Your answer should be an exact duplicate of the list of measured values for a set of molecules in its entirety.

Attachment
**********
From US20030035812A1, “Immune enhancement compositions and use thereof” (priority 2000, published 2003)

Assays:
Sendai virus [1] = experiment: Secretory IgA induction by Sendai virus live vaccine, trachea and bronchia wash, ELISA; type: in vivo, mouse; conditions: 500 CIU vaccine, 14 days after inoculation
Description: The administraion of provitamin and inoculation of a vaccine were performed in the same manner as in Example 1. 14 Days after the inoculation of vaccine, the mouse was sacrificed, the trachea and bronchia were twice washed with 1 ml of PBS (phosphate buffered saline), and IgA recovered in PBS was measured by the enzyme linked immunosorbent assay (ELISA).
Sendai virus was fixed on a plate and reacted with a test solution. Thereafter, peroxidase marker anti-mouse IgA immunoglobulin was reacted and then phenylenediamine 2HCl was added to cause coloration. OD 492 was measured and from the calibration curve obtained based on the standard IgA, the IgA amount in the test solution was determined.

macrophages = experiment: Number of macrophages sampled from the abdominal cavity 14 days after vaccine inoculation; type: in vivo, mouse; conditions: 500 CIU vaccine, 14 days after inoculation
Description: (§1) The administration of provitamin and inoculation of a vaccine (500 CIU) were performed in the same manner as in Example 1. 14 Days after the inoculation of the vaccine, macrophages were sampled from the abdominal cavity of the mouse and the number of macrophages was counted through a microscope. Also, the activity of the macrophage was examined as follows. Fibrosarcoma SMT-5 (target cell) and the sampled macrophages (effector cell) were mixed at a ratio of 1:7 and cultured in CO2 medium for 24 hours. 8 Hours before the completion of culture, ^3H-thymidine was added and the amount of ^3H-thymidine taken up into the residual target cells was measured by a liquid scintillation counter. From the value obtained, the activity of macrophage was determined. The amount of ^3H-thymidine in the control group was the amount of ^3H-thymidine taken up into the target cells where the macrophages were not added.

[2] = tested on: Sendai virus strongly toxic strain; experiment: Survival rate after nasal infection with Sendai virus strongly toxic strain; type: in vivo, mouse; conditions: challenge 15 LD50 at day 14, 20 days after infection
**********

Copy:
From US20030035812A1, “Immune enhancement compositions and use thereof” (priority 2000, published 2003)

Assays:
Sendai virus [1] = experiment: Secretory IgA induction by Sendai virus live vaccine, trachea and bronchia wash, ELISA; type: in vivo, mouse; conditions: 500 CIU vaccine, 14 days after inoculation
Description: The administraion of provitamin and inoculation of a vaccine were performed in the same manner as in Example 1. 14 Days after the inoculation of vaccine, the mouse was sacrificed, the trachea and bronchia were twice washed with 1 ml of PBS (phosphate buffered saline), and IgA recovered in PBS was measured by the enzyme linked immunosorbent assay (ELISA).
Sendai virus was fixed on a plate and reacted with a test solution. Thereafter, peroxidase marker anti-mouse IgA immunoglobulin was reacted and then phenylenediamine 2HCl was added to cause coloration. OD 492 was measured and from the calibration curve obtained based on the standard IgA, the IgA amount in the test solution was determined.

macrophages = experiment: Number of macrophages sampled from the abdominal cavity 14 days after vaccine inoculation; type: in vivo, mouse; conditions: 500 CIU vaccine, 14 days after inoculation
Description: (§1) The administration of provitamin and inoculation of a vaccine (500 CIU) were performed in the same manner as in Example 1. 14 Days after the inoculation of the vaccine, macrophages were sampled from the abdominal cavity of the mouse and the number of macrophages was counted through a microscope. Also, the activity of the macrophage was examined as follows. Fibrosarcoma SMT-5 (target cell) and the sampled macrophages (effector cell) were mixed at a ratio of 1:7 and cultured in CO2 medium for 24 hours. 8 Hours before the completion of culture, ^3H-thymidine was added and the amount of ^3H-thymidine taken up into the residual target cells was measured by a liquid scintillation counter. From the value obtained, the activity of macrophage was determined. The amount of ^3H-thymidine in the control group was the amount of ^3H-thymidine taken up into the target cells where the macrophages were not added.

[2] = tested on: Sendai virus strongly toxic strain; experiment: Survival rate after nasal infection with Sendai virus strongly toxic strain; type: in vivo, mouse; conditions: challenge 15 LD50 at day 14, 20 days after infection